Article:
Often in conflict, a simple workaround just does not exist – and this is sometimes the very reason the conflict arises. Here, the need for conversational intelligence to arrive at what researchers at the Harvard Project on Negotiation term the ‘Best Possible Negotiated Agreement’ is called for.
Conversations to resolve conflict situations that don’t have simple solutions need to be steered through six ‘markers’. We call them ‘markers’ and not steps because they don’t necessarily follow a sequence, and it’s not a step-by-step process. Proceed to learn more.
Once you’re through watching the video, please attempt the quiz questions at the very bottom of the page.
Good Luck and Happy Learning!
This lesson is in a video format
We recognise that some participants prefer reading to listening. If you are one of them, then you can access a transcript of the lesson by clicking on the View Transcript button below the video.
The situation you’re about to witness involves two executives, Sanjana and Dinesh who are at odds on what the best approach to vendor management for their organisation should be. Sanjana has a more accommodating approach while Dinesh seems to favour a hard line approach. Both parties seem to want to arrive at, what experts call, a best possible negotiated agreement. Let’s see how the conversation plays out.
Sanjana: Hi Dinesh, sorry I couldn’t meet you earlier, man. I’ve been very busy. It’s a good thing we’re both free today.
Dinesh: “I’ve been busy too, but I managed to make time for this meeting. Our deadline is nearing and we haven’t even started work on this project. I think we should stop procrastinating and finish this soon.”
Sanjana: “My thoughts, exactly. Now, if you remember how this project landed in our lap. There was a huge conflict that took place between the supply chain management team and the marketing team about how vendors should be empanelled. If we…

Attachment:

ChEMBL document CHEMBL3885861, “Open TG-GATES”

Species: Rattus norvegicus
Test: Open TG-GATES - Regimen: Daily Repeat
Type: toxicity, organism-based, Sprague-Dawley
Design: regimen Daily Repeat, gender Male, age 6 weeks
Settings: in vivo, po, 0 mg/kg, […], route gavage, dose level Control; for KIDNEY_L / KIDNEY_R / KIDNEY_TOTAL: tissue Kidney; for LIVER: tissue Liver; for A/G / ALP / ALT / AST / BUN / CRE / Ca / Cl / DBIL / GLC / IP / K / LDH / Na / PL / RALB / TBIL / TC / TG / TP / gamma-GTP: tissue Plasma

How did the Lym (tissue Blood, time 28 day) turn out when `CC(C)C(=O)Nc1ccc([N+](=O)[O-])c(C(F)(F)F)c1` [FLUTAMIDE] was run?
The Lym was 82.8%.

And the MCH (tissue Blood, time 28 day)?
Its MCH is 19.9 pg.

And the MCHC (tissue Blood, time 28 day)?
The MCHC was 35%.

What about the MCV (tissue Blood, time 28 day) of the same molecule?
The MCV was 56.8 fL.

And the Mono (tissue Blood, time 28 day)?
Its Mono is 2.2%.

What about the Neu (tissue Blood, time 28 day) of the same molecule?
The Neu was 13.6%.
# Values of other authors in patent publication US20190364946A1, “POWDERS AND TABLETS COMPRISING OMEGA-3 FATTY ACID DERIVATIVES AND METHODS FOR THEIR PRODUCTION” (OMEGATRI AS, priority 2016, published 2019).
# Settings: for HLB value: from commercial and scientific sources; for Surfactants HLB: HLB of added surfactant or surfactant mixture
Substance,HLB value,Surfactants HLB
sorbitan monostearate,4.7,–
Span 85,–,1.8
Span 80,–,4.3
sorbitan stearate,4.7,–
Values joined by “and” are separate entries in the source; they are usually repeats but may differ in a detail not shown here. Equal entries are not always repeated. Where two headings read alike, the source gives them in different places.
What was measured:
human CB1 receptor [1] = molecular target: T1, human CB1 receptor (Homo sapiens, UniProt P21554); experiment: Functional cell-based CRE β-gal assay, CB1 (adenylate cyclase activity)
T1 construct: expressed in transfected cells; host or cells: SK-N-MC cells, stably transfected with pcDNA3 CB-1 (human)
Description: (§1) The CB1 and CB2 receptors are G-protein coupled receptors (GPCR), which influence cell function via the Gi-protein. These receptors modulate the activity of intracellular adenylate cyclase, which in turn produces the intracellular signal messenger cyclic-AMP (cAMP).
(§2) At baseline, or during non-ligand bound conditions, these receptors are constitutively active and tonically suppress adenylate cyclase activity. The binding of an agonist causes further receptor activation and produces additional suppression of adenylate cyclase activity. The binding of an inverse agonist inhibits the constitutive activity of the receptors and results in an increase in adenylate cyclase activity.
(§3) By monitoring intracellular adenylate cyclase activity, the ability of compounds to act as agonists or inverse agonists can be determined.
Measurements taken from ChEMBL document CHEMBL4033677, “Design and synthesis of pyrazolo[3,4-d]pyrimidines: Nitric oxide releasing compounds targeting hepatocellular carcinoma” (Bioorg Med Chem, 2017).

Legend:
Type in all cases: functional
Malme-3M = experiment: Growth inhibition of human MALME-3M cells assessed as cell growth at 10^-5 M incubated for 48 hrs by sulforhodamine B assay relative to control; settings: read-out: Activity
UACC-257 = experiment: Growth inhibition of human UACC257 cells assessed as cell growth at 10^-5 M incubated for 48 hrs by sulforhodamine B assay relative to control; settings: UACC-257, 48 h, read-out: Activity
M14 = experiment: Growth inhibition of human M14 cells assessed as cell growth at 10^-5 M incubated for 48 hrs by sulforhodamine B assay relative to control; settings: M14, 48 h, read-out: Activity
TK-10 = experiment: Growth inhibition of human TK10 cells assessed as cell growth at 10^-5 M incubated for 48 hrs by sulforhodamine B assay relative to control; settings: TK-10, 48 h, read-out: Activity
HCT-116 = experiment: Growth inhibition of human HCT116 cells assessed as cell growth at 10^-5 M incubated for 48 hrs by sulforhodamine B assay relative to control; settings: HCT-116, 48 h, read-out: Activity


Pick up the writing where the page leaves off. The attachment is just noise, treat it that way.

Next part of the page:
Dinesh: Yes, and my thinking is in line with the supply chain management team. I say that we go ahead with their thinking on this.
Sanjana: I respect your point of view. I am sure that you have good reason to believe that the supply chain management team’s views are better.
As you have noticed, in the face of Dinesh’s dismissive and borderline bulldozing behaviour, Sanjana is committed to maintaining an atmosphere of mutual respect through active management of emotions – both her own and Dinesh’s. This is a discipline that must be maintained right through such hard conversations – if one hopes to lead these conversations to favourable outcomes.
Once this foundation of mutual respect is established, there are six markers to arriving at a best possible negotiated agreement. We’ll call out these markers for you as Sanjana crosses them.
As I was saying, we got this assignment because we are neutral parties to this situation. What I’d like to…
Dinesh: I am of the view that the supply chain management team is right. And, there is no such thing as neutrality in conflicts. I have been part of many similar situations in iBlaze. I’ve have seen how people manipulate and bully others to get their way. I have personally experienced this
However, that is not the point here. What I’d like to say is that the supply chain team is correct. I don’t know what your stand on this situation is, but I will go with their view.
Sanjana: Dinesh, I hear you when you say that in our organisation people bully and manipulate others to get their way. And your experiences are real. So, what you are feeling is perfectly legitimate. However, I have a small request to make, which I’d like you to consider. May I share it with you?
Sanjana did something very interesting here. Through her words, she has created a safe, respectful environment conducive for dialogue. She has made it safe for Dinesh to feel the way he does, and has let him know that he is entitled to his opinions and his emotions. In the absence of this, you will have your customer behaving in an antagonistic manner, thereby hijacking rational thought and objective action. Creating a safe, respectful environment conducive for dialogue is the first marker.
Let’s see what happens next…
Dinesh: Okay… what is it?
Sanjana: Let’s first agree as to what our bosses have asked to work on, together: we are to come up with the best possible vendor selection process and criteria for iBlaze.
Dinesh: That’s understood, right? What else are we here for?
Sanjana: Yes, it is understood. And since we are both in agreement to what it is that we are working on, I’d like to understand as to what you believe the process and criteria should be.